For now, though, what you have is a lineup that looks like this:
1. Bourn, CF
2. Jason Kipnis, 2B
3. Asdrubal Cabrera, SS
4. Swisher, 1B
5. Carlos Santana, C
6. Mark Reynolds, DH
7. Michael Brantley, LF
8. Lonnie Chisenhall, 3B
9. Drew Stubbs, RF
All right, so that’s just one version. Maybe you keep Swisher in right, put Stubbs on the bench and DH what’s left of Jason Giambi. Maybe you alternate Mike Aviles between DH and shortstop, spelling Cabrera. Maybe you platoon Stubbs and Brantley or maybe the Chiz Kid doesn’t take off and you need to put Reynolds at third and Santana at first. Or maybe… oh, I have no idea. I just know that it’s interesting to actually be interested in the Indians’ lineup again, isn’t it? It’s nice to know the major lineup intrigue in Terry Francona’s first season at the helm won’t be revolve around an evaluation of the Matt LaPorta Project v. 3.0 and that Aaron Cunningham won’t be playing in 72 games again.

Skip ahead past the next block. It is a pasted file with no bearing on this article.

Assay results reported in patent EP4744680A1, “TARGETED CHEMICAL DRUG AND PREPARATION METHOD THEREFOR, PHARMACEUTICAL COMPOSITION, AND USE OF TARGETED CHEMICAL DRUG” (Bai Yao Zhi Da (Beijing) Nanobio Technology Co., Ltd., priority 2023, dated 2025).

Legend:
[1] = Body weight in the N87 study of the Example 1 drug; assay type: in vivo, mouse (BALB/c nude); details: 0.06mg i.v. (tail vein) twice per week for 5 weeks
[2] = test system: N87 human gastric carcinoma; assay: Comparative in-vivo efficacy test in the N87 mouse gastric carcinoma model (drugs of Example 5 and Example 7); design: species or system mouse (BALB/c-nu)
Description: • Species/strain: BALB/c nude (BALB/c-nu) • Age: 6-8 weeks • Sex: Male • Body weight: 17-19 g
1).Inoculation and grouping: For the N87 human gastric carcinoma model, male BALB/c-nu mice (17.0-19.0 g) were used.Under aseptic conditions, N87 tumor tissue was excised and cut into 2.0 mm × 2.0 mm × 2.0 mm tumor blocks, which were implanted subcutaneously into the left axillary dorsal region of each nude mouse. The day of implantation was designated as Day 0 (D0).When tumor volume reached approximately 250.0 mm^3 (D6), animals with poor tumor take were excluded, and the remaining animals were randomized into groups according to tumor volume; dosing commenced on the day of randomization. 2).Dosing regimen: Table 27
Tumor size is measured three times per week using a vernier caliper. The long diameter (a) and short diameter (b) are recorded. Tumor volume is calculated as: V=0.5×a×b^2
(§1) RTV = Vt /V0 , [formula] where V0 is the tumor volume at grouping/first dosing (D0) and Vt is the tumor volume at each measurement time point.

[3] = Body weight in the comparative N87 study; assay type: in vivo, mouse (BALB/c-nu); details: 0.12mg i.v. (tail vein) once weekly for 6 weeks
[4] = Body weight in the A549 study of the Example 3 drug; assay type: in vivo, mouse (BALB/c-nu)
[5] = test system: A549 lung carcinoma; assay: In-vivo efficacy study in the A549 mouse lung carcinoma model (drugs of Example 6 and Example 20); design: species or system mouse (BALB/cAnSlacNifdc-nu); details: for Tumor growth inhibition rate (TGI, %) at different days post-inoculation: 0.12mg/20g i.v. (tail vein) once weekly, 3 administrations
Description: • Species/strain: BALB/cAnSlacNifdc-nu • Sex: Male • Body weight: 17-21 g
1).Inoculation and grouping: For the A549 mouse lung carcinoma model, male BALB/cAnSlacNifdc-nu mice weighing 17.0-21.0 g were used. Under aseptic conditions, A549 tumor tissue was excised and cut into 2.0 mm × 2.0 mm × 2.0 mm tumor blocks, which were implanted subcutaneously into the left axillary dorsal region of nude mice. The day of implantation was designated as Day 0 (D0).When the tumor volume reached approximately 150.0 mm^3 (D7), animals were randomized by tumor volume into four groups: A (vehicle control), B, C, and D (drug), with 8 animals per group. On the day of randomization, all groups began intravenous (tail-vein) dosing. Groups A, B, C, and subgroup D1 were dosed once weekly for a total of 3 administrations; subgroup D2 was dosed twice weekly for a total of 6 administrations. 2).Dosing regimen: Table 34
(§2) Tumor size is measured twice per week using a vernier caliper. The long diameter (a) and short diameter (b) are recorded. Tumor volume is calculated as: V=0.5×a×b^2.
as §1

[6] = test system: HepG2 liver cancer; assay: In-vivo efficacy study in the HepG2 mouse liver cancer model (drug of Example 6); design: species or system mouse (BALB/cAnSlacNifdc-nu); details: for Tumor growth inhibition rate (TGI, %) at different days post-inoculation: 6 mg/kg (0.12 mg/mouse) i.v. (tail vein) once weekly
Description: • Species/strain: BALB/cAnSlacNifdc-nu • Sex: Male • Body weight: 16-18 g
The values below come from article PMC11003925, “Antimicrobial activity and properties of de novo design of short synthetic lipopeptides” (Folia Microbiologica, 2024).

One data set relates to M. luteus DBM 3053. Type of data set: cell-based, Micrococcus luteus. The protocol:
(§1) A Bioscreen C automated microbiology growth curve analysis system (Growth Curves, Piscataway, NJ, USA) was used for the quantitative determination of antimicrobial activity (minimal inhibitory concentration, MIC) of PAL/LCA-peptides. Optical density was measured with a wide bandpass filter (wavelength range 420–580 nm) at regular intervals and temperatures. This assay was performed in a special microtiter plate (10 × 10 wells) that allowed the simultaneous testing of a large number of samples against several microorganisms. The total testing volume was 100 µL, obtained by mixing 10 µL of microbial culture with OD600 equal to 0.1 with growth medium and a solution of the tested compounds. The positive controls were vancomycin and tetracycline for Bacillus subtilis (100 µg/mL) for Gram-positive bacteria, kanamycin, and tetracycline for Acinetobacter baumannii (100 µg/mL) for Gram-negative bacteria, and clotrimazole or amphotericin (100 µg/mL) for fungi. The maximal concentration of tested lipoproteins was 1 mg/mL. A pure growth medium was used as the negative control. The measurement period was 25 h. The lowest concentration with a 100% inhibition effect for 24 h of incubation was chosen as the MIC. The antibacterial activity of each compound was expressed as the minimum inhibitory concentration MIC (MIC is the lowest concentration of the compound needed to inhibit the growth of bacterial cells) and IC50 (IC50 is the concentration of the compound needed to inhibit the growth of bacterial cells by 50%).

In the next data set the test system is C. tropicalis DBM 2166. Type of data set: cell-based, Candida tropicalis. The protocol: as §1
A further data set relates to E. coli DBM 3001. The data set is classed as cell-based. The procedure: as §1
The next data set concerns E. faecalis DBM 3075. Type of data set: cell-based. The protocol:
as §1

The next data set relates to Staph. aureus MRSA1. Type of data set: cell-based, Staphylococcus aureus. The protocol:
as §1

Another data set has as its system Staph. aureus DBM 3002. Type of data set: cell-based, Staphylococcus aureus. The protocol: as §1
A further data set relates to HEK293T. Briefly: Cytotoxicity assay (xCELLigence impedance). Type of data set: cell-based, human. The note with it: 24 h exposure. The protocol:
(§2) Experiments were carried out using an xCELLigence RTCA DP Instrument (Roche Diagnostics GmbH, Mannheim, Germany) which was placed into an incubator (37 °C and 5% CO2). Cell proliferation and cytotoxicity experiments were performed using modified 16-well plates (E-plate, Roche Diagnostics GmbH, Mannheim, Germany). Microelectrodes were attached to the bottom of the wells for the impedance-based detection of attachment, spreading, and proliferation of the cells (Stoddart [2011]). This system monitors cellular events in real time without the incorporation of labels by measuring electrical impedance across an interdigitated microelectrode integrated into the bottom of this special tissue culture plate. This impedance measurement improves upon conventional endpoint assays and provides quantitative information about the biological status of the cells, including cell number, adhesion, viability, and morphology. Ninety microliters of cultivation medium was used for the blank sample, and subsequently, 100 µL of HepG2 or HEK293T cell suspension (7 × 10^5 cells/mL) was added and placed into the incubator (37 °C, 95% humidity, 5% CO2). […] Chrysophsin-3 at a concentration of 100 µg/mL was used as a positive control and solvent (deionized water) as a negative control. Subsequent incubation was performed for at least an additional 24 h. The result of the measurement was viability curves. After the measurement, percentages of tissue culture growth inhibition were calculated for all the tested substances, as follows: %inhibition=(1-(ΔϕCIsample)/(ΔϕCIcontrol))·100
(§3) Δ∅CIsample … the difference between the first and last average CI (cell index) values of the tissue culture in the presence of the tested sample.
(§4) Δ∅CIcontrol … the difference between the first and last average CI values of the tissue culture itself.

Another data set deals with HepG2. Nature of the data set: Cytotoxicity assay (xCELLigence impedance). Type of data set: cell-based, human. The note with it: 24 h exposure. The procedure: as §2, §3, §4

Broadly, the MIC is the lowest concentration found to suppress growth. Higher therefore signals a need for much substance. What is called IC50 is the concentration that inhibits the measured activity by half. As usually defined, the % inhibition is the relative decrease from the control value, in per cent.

The Indians have assembled a unit with speed and balance and versatility and power and on-base ability. And they have assembled an outfield with the athleticism to augment the work of the starting staff.
Ah, shoot, there I go mentioning that starting staff. I knew this would come up eventually.
All right, let’s just state the obvious: It is impossible to fall head-over-heels in love with this starting staff. I still don’t know what Justin Masterson is – starter or reliever. I don’t exactly know that the AL is going to be a particularly welcoming place for Brett Myers to take up starting duties again, and I certainly don’t know that the No. 3 spot of a rotation is the place for him to do it. I feel like watching Ubaldo Jimenez pitch is a better cardio workout than 60 minutes on the elliptical. I don’t know what to expect from Trevor Bauer and, more to the point, I don’t even expect him to be in the big leagues out the gate. I liken the rotation options, at this point, to the rest stop food options on the turnpike when you’re on a long road trip: You know they’re not likely to blow away your expectations, but you do need them, they do serve a purpose, and you just hold out hope they don’t leave you violently ill.